DEADSIGHT is a low-budget zombie film that sets itself apart in an overcrowded genre by featuring a blind man and a pregnant woman as leads. Thrusting the audience right into a twenty-four-hour zombie apocalypse, it makes clever use of its limited set pieces and cast. Daily Grindhouse got the chance to talk to Jesse Thomas Cook about working with your wife, directing a blind character, and creating a zombie film influenced by Romero that still makes it own distinct mark. DEADSIGHT became available in theaters, VOD, and Digital HD as of July 2nd.


Daily Grindhouse: What did you think of the script when you first read it?


Jesse Thomas Cook: The first draft of the script was actually a comedy. It was very funny, and the lead character, the man who wakes up in the back of an ambulance, was almost written for a Michael Cera-like character. He sort of goes through this zombie apocalypse as though he were like Mr. Bean or something, he was very amusing. But it was sort of one-note, and for the second draft we thought maybe we should change the tone, but a lot of the plot elements are still the same. Starting out in an ambulance in front of a graveyard and getting to a farmhouse and meeting a police officer, those were all in the first draft in its comedic form, but then we definitely changed the tone to a much darker, much more gritty and realistic feel.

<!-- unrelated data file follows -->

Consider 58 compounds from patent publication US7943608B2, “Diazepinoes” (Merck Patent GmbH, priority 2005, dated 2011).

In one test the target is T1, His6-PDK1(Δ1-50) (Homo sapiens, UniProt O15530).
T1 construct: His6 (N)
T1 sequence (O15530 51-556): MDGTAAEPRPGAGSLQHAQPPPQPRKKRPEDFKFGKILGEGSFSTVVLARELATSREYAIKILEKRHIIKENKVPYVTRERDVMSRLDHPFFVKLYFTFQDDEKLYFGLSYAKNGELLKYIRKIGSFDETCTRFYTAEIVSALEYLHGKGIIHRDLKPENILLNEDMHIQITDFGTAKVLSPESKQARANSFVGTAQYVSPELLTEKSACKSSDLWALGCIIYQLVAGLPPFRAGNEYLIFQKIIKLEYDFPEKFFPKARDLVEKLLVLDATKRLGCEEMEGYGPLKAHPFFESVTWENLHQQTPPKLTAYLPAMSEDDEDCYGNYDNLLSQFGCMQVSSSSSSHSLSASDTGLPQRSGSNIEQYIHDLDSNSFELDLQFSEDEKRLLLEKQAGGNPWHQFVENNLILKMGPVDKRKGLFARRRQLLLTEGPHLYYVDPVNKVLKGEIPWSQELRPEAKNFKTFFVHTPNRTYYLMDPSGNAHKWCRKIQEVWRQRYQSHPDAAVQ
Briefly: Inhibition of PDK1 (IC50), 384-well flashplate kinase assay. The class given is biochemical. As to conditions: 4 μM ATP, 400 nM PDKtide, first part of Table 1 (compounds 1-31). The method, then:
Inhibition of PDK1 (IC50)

Daily Grindhouse: There were long stretches in the movie with no dialogue. How did you handle those?